For the second summer in a row, Charlotte Hornets forward Cody Zeller taught basketball overseas as part of the NBA’s Basketball Without Borders program.
Last summer it was Taiwan. This summer it was Spain with teammate Gerald Henderson. The difference was this summer Zeller had to teach more with words than demonstration because it’s a chore to raise his right arm above his head.
Zeller is recovering from shoulder surgery that was more extensive than first expected. He tore his rotator cuff during the season.
“They were hoping it would heal on its own,” Zeller said in a telephone interview. “Six weeks after it happened they decided to go in and clean it up. When they found it was more than 50 percent torn, they did an anchor and a stitch. It was about 80 percent torn.”
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Zeller considers it a blessing they discovered the extent of the damage so he could get it fixed and move on. He’s out of his sling and recently regained the range-of-motion to raise his arm straight up. He is yet to be cleared to start shooting.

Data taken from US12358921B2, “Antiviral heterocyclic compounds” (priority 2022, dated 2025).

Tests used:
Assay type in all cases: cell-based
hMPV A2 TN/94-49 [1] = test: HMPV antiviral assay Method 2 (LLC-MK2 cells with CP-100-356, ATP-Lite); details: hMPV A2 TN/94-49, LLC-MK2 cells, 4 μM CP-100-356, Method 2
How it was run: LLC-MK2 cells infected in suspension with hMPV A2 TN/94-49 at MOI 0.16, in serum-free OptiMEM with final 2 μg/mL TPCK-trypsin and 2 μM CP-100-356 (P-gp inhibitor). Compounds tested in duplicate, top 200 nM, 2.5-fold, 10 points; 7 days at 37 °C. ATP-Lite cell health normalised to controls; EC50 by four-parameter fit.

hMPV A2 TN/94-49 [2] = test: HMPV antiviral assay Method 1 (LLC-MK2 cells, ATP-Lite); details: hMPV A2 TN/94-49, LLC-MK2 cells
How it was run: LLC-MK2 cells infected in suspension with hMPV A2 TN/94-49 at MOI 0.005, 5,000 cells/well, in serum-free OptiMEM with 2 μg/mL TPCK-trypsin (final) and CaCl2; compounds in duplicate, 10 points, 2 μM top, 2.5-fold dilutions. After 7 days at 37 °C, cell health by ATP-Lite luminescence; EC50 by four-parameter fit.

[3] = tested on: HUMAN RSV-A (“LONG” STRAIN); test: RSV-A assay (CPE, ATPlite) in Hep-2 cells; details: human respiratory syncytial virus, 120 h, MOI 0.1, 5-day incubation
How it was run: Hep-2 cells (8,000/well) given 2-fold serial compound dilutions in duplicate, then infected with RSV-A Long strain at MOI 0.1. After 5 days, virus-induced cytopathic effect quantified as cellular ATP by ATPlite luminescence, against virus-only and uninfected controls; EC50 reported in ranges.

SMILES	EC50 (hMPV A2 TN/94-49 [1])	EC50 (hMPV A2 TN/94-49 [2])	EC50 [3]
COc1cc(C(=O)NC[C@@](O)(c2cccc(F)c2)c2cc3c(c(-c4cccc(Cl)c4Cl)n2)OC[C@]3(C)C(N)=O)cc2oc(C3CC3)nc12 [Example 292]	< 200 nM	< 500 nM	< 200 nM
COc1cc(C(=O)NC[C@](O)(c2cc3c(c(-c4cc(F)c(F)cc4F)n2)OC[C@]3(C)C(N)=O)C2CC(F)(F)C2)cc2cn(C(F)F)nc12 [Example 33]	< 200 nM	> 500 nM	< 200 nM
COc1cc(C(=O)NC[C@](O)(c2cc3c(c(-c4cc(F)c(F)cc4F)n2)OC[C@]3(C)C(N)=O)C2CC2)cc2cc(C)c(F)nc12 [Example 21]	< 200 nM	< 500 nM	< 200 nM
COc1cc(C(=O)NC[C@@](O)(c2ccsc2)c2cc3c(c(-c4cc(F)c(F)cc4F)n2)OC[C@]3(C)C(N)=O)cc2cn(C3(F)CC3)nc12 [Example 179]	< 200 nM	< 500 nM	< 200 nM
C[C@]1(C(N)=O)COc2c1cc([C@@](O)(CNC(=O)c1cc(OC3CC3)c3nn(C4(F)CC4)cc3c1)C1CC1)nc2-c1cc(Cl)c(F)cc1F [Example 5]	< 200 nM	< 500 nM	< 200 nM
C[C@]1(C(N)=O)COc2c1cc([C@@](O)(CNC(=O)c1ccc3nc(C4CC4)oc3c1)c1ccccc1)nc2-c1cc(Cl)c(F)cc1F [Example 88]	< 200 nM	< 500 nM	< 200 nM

The timetable is for him to be cleared for full activity in July.
Zeller hadn’t done much traveling outside the United States before going to Taiwan last summer.
“This is fun for me -- a great chance to see the world,” Zeller said. “We’re working with the best high school players in Europe and Asia. A few years ago I was in their shoes.”
Zeller was impressed by how well-schooled these player were, relative to their American counterparts.
“They have very strong fundamentals. Even the 6-10 guys make 3s,” Zeller said. “Americans are still more athletic, but these guys have such high basketball IQ’s.”
Henderson left Spain on Friday with a similar impression.
“Maybe one kid out of the 50 we worked with would be what you’d call a good NBA athlete,” Henderson said. “But four or five of them could be pros because of their skill set. All the way up to 6-10 they could shoot and they’re all really smart with the ball.”
Bonnell: 704-358-5129; @rick_bonnell